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Home: Regional: U.S. States: Pennsylvania: Lackawanna County

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Re: Thomas Morgan
Posted by: Jeffrey Thomas (ID *****2862) Date: March 15, 2004 at 10:11:30
In Reply to: Thomas Morgan by Edward Harazak of 917

Hello Edward,

First I'm going to make an assumption that this is the family you're talking about from the 1900 census, Acker St., 6th Ward, Scranton:

Morgan, Thomas, head, Oct 1844, 56, M26, 1871/28/Na, Wales, Miner
Morgan, Anna M, wife, Dec 1853, 46 M26 17/6, Pennsylvania
Morgan, Gertie, dau, Mar 1883, 17, S, Pennsylvania, winding silk(?)
Morgan, Gomer(?), son, Jun 1887, 12, Pennsylvania, slate picker
Morgan, George, son, Aug 1890, 9, Pennsylvania, at school
Morgan, Thomas, son, Jan 1894, 6, Pennsylvania
Morgan, Mamie, dau, July 1895,4, Pennsylvania

I assume you've already looked for an obituary. If you know Thomas Morgan died in Scranton in 1925, then you can send to the PA Department of Health for his death certificate, using just the year of his death. That in turn will provide his exact date of death, which can then be used at the Albright Library in Scranton to search for his obituary - this in the hope that his obit might mention his place of birth in Wales. If you are very lucky in this regard, then you can begin searching census returns for Wales to verify his place of origin. If he was born in the 1840s and emigrated in 1871, he, along with other family, would be present in at least the 1851 and 1861 census of Wales.

For some reason marriage records at the courthouse in Scranton don't begin until 1885, although the county was formed in 1878. Still, you should have a look there too, because if you can fond their marriage certificate it would state the parents of both bride and groom. It might also be interesting to see if you can find when this individual emigrated from Wales. Although this will not help you discover where Thomas Morgan came from in Wales, it might reveal if there were any family members traveling with him, which in turn might help in identifying the family in Welsh census returns. If you think he emigrated in 1871, then you need to go to the Luzerne county courthouse in Wilkes-Barre to search for his immigration record. Lackawanna county was not created until 1878, so emigration records prior to that would be in Luzerne county. If you find his emigration record, it will likely state the date he came over and the port of his arrival. With this information in hand you could go to the National Archives in D.C. and search ship's passenger records.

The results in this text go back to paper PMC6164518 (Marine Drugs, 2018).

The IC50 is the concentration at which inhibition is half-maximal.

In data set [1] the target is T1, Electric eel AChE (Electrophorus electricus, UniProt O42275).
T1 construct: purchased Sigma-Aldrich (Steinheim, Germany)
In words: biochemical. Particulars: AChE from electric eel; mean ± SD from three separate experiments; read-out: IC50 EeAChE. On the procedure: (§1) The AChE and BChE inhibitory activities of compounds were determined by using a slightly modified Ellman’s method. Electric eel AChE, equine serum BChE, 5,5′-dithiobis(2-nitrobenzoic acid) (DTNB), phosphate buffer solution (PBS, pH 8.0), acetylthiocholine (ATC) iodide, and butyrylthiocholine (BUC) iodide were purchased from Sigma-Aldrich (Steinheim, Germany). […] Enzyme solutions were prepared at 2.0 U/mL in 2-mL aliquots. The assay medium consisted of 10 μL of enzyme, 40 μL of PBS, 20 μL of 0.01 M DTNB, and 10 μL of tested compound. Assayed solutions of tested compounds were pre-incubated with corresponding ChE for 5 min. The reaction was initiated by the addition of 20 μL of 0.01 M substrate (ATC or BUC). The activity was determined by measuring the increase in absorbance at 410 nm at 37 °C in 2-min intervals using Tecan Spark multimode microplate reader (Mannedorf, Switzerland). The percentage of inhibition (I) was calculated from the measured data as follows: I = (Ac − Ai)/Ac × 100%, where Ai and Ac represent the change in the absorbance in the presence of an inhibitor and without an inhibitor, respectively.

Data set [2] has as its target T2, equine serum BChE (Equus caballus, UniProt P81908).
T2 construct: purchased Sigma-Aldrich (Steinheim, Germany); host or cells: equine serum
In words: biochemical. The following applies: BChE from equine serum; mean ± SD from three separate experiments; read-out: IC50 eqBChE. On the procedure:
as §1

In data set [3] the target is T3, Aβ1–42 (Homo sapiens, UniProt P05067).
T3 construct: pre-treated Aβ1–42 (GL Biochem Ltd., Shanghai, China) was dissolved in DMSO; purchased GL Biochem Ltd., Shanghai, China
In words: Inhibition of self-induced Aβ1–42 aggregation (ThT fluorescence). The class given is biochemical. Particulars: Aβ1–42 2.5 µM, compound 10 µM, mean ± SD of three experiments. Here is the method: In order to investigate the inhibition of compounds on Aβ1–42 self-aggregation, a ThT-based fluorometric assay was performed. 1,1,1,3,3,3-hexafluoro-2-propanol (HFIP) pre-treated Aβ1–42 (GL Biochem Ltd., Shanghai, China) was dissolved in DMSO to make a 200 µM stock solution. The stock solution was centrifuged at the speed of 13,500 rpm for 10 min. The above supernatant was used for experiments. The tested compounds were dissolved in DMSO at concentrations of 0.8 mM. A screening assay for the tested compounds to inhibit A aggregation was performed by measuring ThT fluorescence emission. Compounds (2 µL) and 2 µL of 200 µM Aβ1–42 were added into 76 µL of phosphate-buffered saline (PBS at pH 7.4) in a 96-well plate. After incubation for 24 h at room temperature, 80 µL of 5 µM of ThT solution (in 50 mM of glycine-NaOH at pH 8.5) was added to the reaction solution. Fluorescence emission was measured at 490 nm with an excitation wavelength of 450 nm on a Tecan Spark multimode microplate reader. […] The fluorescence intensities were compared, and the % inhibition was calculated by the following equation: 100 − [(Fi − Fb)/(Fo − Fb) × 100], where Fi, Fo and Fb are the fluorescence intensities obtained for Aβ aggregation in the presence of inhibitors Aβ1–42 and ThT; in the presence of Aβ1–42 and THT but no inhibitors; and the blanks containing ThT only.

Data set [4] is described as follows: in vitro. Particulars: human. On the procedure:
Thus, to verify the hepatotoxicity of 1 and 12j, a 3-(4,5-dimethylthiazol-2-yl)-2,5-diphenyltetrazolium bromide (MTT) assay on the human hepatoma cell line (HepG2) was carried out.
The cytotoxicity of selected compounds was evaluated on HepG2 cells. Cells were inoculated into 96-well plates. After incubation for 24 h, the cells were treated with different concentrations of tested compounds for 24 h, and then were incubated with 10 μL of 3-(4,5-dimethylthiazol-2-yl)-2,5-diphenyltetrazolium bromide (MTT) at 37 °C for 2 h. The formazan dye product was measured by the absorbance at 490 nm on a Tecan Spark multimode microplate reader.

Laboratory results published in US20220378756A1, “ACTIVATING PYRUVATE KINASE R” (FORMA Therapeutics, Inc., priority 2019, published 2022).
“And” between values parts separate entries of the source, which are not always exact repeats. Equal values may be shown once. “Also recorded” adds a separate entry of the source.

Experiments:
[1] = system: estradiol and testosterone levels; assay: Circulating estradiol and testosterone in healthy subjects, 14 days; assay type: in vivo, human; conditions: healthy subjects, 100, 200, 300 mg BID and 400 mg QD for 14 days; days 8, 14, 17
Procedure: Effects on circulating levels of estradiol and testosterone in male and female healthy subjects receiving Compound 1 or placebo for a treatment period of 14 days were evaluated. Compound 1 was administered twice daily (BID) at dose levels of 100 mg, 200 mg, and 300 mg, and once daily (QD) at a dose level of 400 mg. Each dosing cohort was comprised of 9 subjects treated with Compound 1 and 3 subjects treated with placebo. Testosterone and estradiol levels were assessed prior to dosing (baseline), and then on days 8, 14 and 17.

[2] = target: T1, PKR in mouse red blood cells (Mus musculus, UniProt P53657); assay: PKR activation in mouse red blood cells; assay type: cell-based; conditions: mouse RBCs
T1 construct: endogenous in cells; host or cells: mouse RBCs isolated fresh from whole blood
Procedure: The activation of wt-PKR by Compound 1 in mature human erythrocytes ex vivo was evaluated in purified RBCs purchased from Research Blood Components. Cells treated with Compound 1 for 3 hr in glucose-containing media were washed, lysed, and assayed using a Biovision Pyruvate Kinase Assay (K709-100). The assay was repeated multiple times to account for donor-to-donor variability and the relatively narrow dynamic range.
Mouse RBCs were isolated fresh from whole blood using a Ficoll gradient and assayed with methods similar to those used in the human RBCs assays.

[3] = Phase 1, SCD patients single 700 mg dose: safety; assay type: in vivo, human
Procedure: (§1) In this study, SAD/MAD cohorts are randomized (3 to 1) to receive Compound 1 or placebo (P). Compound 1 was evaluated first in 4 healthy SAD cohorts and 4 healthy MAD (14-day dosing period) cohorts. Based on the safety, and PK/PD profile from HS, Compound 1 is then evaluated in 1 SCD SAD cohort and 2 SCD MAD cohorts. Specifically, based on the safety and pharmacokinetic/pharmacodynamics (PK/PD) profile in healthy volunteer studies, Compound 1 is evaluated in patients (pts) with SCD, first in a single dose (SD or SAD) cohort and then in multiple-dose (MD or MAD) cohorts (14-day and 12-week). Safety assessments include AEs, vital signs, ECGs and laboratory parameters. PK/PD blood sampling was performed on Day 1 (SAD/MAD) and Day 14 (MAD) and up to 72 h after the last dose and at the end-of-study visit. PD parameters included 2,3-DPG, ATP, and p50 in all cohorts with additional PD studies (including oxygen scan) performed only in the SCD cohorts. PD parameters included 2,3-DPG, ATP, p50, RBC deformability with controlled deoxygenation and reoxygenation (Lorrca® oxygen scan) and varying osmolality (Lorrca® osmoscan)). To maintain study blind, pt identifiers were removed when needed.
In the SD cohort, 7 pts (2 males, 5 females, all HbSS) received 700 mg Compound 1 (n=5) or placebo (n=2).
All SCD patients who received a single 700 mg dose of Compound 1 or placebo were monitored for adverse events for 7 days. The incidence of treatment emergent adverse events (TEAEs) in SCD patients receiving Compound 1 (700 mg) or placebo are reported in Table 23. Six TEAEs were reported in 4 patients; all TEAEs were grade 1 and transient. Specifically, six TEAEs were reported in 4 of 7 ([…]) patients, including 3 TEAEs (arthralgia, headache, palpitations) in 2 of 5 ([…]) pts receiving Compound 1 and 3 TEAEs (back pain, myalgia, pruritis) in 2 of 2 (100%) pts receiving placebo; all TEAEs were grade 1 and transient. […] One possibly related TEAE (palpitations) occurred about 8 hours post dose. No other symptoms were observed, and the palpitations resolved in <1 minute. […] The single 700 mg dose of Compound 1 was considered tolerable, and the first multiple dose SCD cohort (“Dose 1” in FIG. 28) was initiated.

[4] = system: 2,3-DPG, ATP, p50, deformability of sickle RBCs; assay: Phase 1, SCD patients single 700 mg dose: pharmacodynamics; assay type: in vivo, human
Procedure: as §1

My own ancestors were Welsh miners who settled in Scranton in 1848, and I was recently able to discover where they came from in Wales, so I am familiar with the types of records that will help solve such a problem.

Hope this helps!

Jeff Thomas
jltbalt1@comcast.net

Thomas family web site
http://www.thomasgenweb.com



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